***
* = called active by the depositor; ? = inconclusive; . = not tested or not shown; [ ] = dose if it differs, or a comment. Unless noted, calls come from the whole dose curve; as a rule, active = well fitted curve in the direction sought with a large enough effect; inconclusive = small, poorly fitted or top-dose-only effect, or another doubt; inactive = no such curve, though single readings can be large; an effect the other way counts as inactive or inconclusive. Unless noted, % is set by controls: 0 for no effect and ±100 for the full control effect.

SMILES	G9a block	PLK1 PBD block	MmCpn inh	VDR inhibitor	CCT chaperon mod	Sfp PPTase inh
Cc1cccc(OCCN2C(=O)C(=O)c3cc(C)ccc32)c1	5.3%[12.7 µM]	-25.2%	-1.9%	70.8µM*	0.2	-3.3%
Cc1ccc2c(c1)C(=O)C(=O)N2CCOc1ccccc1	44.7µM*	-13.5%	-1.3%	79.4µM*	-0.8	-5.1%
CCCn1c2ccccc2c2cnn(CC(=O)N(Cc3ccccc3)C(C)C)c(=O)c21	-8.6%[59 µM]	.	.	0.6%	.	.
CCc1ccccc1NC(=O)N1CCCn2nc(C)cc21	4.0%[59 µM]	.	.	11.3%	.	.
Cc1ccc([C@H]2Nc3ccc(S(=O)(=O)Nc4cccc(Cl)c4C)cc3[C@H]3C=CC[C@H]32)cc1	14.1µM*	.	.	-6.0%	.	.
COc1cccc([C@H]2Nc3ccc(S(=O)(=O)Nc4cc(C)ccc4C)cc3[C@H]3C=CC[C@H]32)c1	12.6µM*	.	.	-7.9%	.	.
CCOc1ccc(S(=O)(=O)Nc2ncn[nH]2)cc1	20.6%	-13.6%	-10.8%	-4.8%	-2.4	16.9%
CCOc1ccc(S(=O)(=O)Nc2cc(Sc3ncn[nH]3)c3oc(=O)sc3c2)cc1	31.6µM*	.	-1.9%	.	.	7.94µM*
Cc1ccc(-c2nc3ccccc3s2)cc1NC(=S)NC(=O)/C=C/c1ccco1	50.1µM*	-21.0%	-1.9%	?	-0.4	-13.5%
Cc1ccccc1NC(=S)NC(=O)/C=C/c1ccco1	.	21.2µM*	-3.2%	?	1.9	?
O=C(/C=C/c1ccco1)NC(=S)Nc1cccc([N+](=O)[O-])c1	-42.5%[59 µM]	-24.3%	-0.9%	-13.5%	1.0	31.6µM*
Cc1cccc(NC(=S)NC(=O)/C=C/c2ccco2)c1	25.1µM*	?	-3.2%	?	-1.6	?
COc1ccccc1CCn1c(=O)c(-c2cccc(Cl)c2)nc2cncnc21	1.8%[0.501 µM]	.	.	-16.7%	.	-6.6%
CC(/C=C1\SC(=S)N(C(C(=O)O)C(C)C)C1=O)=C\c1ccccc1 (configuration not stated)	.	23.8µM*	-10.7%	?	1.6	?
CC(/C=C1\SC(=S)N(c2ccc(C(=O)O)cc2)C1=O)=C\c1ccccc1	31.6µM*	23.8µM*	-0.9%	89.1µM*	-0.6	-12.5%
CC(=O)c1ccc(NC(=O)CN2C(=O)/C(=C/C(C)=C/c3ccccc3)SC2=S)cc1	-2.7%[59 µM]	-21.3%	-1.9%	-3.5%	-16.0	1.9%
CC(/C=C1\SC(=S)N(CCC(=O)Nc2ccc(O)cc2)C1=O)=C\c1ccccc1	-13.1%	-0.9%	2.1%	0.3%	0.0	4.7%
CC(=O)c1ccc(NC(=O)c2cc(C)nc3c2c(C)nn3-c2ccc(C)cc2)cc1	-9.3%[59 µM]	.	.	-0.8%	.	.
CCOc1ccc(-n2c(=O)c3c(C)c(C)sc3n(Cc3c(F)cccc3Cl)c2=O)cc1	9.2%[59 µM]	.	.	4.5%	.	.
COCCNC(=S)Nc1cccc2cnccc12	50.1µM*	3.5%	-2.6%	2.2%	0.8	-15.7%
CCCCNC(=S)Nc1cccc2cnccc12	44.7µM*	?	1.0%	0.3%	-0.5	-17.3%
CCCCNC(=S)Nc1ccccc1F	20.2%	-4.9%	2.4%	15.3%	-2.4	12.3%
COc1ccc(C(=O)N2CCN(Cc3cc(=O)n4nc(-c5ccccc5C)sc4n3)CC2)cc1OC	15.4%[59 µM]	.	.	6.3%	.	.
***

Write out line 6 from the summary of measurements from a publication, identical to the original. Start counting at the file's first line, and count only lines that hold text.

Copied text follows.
CCc1ccccc1NC(=O)N1CCCn2nc(C)cc21	4.0%[59 µM]	.	.	11.3%	.	.